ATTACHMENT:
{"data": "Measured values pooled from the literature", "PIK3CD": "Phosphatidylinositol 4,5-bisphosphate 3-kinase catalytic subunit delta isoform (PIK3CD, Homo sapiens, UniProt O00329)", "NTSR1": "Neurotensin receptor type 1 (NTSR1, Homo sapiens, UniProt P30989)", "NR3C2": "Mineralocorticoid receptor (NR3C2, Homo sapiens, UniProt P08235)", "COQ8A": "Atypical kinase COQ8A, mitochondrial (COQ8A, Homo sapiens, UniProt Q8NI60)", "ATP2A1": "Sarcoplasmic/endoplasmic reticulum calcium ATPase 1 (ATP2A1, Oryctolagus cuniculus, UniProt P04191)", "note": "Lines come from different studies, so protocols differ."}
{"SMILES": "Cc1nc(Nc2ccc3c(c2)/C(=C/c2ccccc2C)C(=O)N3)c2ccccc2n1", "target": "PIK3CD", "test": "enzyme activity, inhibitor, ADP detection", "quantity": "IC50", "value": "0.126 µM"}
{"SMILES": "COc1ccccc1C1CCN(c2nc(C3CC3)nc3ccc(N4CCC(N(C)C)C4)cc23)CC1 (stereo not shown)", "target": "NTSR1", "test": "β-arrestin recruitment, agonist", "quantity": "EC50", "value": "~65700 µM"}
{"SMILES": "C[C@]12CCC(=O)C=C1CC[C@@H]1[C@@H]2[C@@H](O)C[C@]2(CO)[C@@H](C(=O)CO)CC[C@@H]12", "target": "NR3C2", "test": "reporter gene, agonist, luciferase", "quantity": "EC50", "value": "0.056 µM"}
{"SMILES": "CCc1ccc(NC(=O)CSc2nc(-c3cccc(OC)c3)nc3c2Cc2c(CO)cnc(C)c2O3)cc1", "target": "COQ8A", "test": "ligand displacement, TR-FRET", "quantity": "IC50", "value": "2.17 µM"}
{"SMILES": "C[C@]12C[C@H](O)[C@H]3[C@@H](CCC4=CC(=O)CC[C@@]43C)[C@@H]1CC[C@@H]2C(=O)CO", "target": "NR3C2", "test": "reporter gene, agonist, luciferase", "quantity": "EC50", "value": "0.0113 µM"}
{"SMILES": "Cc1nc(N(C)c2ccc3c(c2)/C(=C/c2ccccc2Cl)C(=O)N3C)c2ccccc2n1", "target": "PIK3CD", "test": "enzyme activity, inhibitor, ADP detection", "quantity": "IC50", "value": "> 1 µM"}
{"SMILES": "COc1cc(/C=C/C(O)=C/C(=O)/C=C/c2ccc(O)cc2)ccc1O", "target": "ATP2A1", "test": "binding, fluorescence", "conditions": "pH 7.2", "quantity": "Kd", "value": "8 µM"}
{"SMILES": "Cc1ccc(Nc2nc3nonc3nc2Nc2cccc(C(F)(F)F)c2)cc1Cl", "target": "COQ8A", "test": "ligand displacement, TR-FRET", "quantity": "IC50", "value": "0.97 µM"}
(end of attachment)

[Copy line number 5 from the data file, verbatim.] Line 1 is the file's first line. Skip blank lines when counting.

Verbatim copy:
{"SMILES": "CCc1ccc(NC(=O)CSc2nc(-c3cccc(OC)c3)nc3c2Cc2c(CO)cnc(C)c2O3)cc1", "target": "COQ8A", "test": "ligand displacement, TR-FRET", "quantity": "IC50", "value": "2.17 µM"}